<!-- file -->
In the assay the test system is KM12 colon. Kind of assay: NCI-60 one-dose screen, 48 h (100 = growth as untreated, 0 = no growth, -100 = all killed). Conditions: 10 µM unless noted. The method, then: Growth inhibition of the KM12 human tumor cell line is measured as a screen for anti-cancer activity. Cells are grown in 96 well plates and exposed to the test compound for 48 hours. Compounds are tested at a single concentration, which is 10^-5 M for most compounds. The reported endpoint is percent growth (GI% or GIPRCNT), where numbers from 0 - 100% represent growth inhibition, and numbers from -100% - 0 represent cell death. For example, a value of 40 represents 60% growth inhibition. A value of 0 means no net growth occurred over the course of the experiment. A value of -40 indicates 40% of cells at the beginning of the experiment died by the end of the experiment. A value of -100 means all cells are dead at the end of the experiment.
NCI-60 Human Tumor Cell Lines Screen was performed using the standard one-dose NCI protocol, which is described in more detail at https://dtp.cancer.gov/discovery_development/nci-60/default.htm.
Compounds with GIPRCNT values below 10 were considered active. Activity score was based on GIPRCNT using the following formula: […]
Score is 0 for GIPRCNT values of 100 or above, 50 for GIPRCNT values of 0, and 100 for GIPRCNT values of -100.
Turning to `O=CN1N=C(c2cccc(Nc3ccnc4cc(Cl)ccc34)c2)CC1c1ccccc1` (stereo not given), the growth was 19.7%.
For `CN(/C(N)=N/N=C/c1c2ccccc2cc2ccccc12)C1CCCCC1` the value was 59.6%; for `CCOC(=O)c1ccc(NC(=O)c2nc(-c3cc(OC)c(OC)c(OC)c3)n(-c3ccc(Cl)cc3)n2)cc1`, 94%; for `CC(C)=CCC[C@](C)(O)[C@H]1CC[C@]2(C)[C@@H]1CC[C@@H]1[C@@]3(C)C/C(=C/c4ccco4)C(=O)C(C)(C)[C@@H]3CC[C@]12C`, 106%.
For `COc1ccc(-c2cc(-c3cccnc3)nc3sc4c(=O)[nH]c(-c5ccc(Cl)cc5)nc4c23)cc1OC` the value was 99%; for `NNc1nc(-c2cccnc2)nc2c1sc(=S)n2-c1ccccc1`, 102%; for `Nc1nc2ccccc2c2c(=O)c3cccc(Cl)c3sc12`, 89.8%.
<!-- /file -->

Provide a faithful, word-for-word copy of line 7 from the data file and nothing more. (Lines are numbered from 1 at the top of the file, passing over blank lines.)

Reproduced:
For `COc1ccc(-c2cc(-c3cccnc3)nc3sc4c(=O)[nH]c(-c5ccc(Cl)cc5)nc4c23)cc1OC` the value was 99%; for `NNc1nc(-c2cccnc2)nc2c1sc(=S)n2-c1ccccc1`, 102%; for `Nc1nc2ccccc2c2c(=O)c3cccc(Cl)c3sc12`, 89.8%.